Nanotechnology Now

Our NanoNews Digest Sponsors
Heifer International



Home > Press > Removing the lead hazard from perovskite solar cells

A transparent phosphate crystal, which incorporated into solar cells, can instantaneously immobilize the lead in case of failure and block its leaching out from the device.

CREDIT
Endre Horváth (EPFL)
A transparent phosphate crystal, which incorporated into solar cells, can instantaneously immobilize the lead in case of failure and block its leaching out from the device. CREDIT Endre Horváth (EPFL)

Abstract:
"The solar energy-to-electricity conversion of perovskite solar cells is unbelievably high, around 25%, which is now approaching the performance of the best silicon solar cells," says Professor László Forró at EPFL's School of Basic Sciences. "But their central element is lead, which is a poison; if the solar panel fails, it can wash out into the soil, get into the food chain, and cause serious diseases."

Removing the lead hazard from perovskite solar cells

Lausanne, Switzerland | Posted on July 16th, 2021

The problem is that in most of the halide perovskites lead can dissolve in water. This water solubility and solubility in other solvents is actually a great advantage, as it makes building perovskite solar panels simpler and inexpensive - another perk along with their performance. But the water solubility of lead can become a real environmental and health hazard when the panel breaks or gets wet, e.g. when it rains.

So the lead must be captured before it gets to the soil, and it must be possible to recycle it. This issue has drawn much and intensive research because it is the main obstacle for regulatory authorities approving the production of perovskite solar cells on a large, commercial scale. However, attempts to synthesize non-water-soluble and lead-free perovskites have yielded poor performance.

Now, Forró's group has come up with an elegant and efficient solution, which involves using a transparent phosphate salt, which does not block solar light, so it doesn't affect performance. And if the solar panel fails, the phosphate salt immediately reacts with lead to produce a water-insoluble compound that cannot leach out to the soil, and which can be recycled. The work is published in ACS Applied Materials & Interfaces.

"A few years ago, we discovered that cheap and transparent phosphate salt crystals, like those in soil fertilizers, can be incorporated into various parts of the sandwich-like lead halide perovskite devices, like photodetectors, LEDs or solar cells," says Endre Horváth, the study's first author. "These salts instantaneously react with lead ions in the presence of water, and precipitate them into extremely non-water-soluble lead phosphates."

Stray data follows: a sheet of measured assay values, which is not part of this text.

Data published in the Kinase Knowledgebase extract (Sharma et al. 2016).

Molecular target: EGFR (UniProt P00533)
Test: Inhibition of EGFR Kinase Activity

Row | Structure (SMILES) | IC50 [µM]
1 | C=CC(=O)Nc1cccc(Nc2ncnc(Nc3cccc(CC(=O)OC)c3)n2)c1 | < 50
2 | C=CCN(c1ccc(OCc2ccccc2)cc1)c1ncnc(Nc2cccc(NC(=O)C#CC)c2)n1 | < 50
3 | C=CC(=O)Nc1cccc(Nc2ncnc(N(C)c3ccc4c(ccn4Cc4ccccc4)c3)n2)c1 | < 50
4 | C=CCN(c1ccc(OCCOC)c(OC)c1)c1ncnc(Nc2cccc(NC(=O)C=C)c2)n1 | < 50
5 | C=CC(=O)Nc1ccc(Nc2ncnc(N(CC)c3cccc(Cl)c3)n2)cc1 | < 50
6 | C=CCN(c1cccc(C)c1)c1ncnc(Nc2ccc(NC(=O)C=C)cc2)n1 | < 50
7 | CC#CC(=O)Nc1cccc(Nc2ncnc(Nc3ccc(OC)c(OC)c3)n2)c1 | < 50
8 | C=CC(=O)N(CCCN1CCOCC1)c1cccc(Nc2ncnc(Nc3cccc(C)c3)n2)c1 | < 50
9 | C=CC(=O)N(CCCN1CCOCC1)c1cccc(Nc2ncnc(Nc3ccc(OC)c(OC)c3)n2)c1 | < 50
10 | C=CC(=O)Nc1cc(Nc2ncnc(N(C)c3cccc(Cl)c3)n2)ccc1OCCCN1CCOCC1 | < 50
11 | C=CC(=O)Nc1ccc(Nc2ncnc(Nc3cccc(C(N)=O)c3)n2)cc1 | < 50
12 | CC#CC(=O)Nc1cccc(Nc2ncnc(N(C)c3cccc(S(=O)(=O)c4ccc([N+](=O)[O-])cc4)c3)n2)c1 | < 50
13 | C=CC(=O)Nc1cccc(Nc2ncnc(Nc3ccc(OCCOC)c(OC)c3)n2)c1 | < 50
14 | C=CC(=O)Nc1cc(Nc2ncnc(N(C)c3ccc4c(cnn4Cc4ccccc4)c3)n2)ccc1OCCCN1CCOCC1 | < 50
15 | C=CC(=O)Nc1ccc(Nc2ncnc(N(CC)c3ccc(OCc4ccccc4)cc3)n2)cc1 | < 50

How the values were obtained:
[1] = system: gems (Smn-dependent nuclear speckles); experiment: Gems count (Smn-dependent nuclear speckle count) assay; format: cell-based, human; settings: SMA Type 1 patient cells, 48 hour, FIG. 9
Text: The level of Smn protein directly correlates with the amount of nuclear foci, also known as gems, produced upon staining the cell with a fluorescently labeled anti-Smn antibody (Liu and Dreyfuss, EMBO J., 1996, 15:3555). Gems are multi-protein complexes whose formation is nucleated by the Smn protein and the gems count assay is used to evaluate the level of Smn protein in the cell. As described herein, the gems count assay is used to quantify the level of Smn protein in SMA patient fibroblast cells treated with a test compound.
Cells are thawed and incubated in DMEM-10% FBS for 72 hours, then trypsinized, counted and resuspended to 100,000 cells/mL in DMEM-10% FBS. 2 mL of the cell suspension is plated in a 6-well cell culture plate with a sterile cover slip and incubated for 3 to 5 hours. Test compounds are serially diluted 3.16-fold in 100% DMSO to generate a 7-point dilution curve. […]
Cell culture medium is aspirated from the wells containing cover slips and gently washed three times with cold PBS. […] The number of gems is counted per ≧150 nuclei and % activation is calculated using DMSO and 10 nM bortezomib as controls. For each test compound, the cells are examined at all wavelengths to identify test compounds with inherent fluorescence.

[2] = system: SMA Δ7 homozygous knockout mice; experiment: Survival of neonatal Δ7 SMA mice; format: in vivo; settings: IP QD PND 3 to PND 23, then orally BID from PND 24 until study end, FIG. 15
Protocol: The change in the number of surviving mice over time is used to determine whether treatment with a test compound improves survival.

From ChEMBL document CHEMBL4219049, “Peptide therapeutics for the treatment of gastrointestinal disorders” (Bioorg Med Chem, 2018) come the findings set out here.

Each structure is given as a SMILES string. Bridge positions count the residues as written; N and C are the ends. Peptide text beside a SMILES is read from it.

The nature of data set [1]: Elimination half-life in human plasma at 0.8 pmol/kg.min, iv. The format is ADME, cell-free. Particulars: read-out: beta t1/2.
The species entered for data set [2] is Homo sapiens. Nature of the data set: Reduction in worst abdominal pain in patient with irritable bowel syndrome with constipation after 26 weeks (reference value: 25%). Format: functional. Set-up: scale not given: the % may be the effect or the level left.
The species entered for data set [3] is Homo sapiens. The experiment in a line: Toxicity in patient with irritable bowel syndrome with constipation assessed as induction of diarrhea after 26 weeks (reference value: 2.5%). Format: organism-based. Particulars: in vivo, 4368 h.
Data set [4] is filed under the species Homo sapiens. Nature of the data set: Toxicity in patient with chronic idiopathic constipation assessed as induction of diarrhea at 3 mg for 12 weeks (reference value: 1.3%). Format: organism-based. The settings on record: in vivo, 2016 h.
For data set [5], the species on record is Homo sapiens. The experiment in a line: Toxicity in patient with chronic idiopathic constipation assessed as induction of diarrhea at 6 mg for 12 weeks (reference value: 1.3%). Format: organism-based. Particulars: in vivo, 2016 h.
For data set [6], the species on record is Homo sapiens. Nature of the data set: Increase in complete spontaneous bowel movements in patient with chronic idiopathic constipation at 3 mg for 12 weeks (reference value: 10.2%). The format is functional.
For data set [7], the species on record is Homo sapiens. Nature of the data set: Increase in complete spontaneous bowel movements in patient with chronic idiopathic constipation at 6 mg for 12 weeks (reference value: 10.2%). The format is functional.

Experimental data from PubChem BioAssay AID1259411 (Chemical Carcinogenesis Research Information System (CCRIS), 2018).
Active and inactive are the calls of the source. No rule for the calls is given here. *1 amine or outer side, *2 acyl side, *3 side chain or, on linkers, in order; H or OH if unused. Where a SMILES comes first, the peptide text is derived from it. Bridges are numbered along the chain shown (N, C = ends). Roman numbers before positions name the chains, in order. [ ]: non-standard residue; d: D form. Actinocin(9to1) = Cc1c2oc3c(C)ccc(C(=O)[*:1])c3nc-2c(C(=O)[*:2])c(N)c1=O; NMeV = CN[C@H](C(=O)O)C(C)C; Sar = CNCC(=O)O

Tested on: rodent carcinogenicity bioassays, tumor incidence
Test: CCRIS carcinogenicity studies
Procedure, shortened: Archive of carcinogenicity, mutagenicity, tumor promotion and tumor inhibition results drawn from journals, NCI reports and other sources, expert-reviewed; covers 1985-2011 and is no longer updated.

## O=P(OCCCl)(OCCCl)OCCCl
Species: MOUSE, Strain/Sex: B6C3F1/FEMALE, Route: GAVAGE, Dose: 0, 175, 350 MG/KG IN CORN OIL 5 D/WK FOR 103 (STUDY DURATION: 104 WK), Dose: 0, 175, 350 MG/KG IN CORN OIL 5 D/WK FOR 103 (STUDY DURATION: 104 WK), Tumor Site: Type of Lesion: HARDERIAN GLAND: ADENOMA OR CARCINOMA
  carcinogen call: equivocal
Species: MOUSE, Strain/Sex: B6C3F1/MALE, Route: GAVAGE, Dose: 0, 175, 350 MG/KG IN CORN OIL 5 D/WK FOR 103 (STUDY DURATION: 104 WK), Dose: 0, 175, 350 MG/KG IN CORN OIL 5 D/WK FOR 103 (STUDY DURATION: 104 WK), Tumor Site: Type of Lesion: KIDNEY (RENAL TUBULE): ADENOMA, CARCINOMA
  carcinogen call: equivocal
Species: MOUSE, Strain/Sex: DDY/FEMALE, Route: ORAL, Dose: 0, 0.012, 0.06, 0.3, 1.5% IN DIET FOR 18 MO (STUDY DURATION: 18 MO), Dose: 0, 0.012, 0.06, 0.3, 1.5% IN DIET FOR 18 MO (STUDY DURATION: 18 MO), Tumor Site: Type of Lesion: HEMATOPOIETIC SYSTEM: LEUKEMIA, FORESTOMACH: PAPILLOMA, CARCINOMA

"The 'fail-safe' chemistry keeps lead ions from leaching out and can render perovskite devices safer to use in the environment or close to humans," says Márton Kollár, the chemist behind the growth of perovskite crystals.

"We show that this approach can be used to build functional photodetectors, and we suggest that the broad community of researchers and R&D centers working on various devices like solar cells and light-emitting diodes implements it in their respective prototypes," adds Pavao Andričevic, who characterized the sensitive photodetectors.

Forró concludes: "This is an extremely important study - I would say, a central one - for large-scale commercialization of perovskite-based solar cells."

####

For more information, please click here

Contacts:
Nik Papageorgiou


@EPFL_en

Copyright © Ecole Polytechnique Fédérale de Lausanne

If you have a comment, please Contact us.

Issuers of news releases, not 7th Wave, Inc. or Nanotechnology Now, are solely responsible for the accuracy of the content.

Bookmark:
Delicious Digg Newsvine Google Yahoo Reddit Magnoliacom Furl Facebook

Related Links

Endre Horváth, Márton Kollár, Pavao Andričevic, Lidia Rossi, Xavier Mettan, László Forró. Fighting Health Hazards in Lead Halide Perovskite Optoelectronic Devices with Transparent Phosphate Salts. ACS Applied Materials & Interfaces 15 July 2021. DOI: 10.1021/acsami.0c21137:

Related News Press

News and information

Daikin Industries becomes OCSiAl shareholder July 27th, 2021

The National Space Society Congratulates Blue Origin and Jeff Bezos for the Spectacular First Crewed Flight of the New Shepard: Well-Tested Suborbital Tourist Rocket Soars to 63 Miles; Opens New Frontiers July 21st, 2021

Unconventional superconductor acts the part of a promising quantum computing platform: If it looks like a duck, swims like a duck and quacks like a duck, then it probably is a duck. July 16th, 2021